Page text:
Tuna fishing dates back to ancient time: the Arabs brought the practice to Europe and the Mediterranean around the year 1000.
In some parts of the world, it’s called Bluefin, thanks to its dark blue color; in other places it’s called Red Tuna. Considered the leopard of the sea for its speed, it can be found in warm, tropical waters.
A popular food and ingredient in sandwiches and salads, tinned tuna offers some of the best parts (like the underbelly). Conserved in oil, it’s considered a gourmet delicacy.
In the world’s best delis, one of the most succulent options is tuna underbelly packed in salt and then dried. Best enjoyed in thin slices, with cherry tomatoes.
Tuna’s are big eaters: they feed on crustaceans and other fish, consuming about 10% of their own body weight daily.
While tuna fishing is allowed all over the world, but there are regulations regarding the time of the year and the quantity.
In January a 269 kg tuna was sold at a Tokyo auction at the price of 2,100 euros per kilo, for a total of 565 thousand euro.
Large-sized red tuna fetch a high price in many parts of the world. Those who manage to catch one can expect to earn up to 70 thousand euro.
Italian bean salad
One of the simplest, freshest tuna salads is one made with Italian cannelloni beans, red onions and extra-virgin olive oil.
It's the country with the highest tuna consumption, as tuna is used a succulent base for sushi and sashimi.
There are around 50 thousand sushi bars in the world that sell fresh, raw sushi. Among these, the kaiten-sushi, where clients can serve themselves from dishes carried along moving countertops are among the most beloved and popular.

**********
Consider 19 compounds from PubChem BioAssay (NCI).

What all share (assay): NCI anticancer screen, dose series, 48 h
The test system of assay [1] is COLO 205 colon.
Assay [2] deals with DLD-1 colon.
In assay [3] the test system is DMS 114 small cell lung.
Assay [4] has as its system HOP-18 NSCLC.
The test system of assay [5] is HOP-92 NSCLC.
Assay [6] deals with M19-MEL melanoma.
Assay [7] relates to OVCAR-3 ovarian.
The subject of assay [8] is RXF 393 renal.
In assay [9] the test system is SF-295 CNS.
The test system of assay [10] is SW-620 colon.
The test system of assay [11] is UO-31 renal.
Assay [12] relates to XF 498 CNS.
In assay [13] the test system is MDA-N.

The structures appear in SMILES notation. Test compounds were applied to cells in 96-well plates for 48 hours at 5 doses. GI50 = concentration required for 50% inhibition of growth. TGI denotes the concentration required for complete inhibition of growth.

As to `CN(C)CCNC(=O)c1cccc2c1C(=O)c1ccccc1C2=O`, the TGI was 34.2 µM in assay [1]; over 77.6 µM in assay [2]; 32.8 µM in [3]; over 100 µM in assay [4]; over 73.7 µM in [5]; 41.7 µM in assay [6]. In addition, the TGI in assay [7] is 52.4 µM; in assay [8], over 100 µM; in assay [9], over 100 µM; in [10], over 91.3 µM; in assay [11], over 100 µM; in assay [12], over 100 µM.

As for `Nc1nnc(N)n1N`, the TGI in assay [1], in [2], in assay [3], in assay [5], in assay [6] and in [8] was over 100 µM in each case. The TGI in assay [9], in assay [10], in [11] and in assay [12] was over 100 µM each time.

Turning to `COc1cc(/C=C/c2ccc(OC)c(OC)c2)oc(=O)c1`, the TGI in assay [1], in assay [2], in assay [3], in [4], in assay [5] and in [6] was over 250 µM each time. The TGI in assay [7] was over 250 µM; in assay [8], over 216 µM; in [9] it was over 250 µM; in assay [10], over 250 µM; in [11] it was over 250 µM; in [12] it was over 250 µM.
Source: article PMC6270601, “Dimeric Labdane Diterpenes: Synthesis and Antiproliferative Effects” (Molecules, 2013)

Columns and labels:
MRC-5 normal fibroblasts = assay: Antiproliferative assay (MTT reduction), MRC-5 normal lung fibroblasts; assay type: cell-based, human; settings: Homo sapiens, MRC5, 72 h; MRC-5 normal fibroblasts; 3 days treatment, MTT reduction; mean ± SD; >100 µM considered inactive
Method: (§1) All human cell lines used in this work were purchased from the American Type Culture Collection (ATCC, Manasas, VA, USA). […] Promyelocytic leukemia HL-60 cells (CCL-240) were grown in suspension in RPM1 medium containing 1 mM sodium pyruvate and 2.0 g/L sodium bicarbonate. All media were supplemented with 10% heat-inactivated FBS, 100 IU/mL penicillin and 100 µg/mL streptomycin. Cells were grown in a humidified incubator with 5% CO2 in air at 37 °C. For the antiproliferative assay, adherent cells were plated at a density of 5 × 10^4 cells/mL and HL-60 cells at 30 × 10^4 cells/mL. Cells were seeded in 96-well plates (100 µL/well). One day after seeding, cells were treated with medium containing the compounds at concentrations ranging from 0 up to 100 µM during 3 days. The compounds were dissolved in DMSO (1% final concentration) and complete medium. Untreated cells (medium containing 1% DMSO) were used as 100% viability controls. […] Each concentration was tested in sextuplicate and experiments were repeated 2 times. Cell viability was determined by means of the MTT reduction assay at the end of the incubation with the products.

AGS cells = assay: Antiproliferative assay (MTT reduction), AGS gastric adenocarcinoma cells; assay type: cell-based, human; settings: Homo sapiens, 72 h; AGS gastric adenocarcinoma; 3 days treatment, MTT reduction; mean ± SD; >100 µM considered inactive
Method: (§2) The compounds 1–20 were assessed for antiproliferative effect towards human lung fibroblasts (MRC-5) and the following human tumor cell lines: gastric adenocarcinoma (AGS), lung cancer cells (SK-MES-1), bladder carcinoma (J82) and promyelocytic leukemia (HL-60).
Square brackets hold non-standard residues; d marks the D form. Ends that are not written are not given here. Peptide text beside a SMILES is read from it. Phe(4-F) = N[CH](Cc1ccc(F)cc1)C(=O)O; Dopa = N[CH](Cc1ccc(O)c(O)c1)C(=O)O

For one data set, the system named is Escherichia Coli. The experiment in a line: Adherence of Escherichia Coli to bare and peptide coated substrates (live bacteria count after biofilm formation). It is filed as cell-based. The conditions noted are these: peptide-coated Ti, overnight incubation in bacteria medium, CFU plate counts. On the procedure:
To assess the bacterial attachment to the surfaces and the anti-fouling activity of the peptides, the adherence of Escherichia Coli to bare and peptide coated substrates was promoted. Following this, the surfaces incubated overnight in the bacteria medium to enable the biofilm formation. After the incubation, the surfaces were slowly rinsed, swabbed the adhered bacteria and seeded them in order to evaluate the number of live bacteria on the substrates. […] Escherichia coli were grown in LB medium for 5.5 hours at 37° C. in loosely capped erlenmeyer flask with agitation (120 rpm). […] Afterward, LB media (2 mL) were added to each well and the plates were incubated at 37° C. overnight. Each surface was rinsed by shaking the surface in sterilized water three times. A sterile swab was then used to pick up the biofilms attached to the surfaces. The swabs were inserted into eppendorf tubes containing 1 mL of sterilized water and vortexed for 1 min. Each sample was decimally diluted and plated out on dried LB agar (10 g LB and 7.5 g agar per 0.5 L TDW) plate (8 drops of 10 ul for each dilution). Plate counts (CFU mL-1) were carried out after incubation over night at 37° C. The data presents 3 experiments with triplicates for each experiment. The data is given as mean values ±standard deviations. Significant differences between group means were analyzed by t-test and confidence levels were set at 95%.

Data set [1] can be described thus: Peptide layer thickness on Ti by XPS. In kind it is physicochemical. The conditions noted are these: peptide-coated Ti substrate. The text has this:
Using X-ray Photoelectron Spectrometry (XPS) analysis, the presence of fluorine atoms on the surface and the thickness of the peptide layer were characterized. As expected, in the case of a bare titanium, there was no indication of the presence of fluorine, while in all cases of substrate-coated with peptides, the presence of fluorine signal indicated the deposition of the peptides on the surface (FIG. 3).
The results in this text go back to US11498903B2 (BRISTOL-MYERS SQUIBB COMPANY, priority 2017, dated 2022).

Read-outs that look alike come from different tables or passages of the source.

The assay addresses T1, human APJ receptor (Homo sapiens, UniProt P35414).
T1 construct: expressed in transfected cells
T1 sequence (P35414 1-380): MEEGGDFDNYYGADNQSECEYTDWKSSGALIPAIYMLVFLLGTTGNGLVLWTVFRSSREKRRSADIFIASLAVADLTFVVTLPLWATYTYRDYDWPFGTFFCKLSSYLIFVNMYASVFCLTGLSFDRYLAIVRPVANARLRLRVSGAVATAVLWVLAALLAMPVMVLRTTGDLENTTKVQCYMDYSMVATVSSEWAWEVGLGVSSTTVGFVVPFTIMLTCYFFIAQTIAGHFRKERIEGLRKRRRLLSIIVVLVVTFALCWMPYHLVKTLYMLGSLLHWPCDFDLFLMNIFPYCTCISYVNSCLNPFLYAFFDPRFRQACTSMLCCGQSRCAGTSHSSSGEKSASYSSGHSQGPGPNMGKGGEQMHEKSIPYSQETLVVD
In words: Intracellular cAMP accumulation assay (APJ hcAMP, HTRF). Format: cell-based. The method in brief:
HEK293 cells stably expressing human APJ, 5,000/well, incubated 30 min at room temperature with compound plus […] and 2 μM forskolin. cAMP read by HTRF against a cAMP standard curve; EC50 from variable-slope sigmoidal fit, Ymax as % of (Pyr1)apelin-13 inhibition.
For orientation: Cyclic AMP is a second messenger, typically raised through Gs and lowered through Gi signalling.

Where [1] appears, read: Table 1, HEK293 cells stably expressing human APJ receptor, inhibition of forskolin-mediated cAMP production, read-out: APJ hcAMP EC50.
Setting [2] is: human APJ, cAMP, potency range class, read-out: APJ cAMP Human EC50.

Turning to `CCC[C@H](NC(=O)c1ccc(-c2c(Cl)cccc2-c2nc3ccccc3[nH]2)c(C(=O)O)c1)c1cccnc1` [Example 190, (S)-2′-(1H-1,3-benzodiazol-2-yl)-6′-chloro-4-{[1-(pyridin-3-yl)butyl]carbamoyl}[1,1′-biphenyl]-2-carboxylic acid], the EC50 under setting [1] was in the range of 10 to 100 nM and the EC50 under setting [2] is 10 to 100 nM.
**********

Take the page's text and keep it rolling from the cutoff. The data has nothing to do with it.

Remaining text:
In the Languedoc region of France, tuna fishing is a special ritual: from high vantage points, onlookers give signals to fishing boats when they spot a school of tuna, which then begins the launch of harpoons.
Manually massaging a tuna’s ovular sacks helps produce fish eggs. Considered “sea caviar”, this gourmet ingredient is used to garnish pasta dishes.
One of the most popular dishes in Japanese cuisine is nigiri: a thin filet of raw tuna atop a cube of rice.
Their bodies are oval shaped and their robust fins help them swim at great speeds, which can reach up to 80 km/hour. They can reach up to 1 to 1.45 meters in size.
Unlike other fish, tuna flesh can vary in color from pink to red.
There are 50 kinds of tuna in the world. Each year, 4 million tons of tuna are fished – with the most coming from the Pacific Ocean, which is responsible for 68% of global fishing Roellinger Along with 160 of his colleagues, the 3 Michelin-starred chef Olivier.
Roellinger has banned red tuna from his kitchen, so as not to contribute to their extinction.
The Japanese chef Shokunin insists that his students wait 4 years before teaching them to cut tuna fish.
The Italian name for tuna nets, it’s also the name for the Mediterranean areas from which fishermen would set sail. Many of these ex-tonnare are now luxury resorts.
Americans are the greatest consumers of canned tuna, together with Europeans. Only shrimp are more widely consumed in the world.
The fattiest, most prestigious part of tuna is the ventresca, the underbelly. Delicious consumed fresh, it’s also very popular when prepared by artisans and preserved in glass jars.
Tuna can self-regulate their own blood temperature, like human being. In the marine world, only sharks share this characteristic.
In Japan’s markets and theaters, tuna cutting is a spectacular show. Chefs wielding sharp blades slice and de-bone gigantic tuna in an artful display
Yellowfin tuna is the species most common in warm seas. In the Mediterranean, they are concentrated along the Portugal’s coastline. They are much smaller in size than the Blue Fin versions.
Zinc, magnesium, potassium, phosphorus, iron and vitamins are all contained in tuna, which also boasts a low fat content. This makes the fish particularly appealing to health and diet conscious consumers.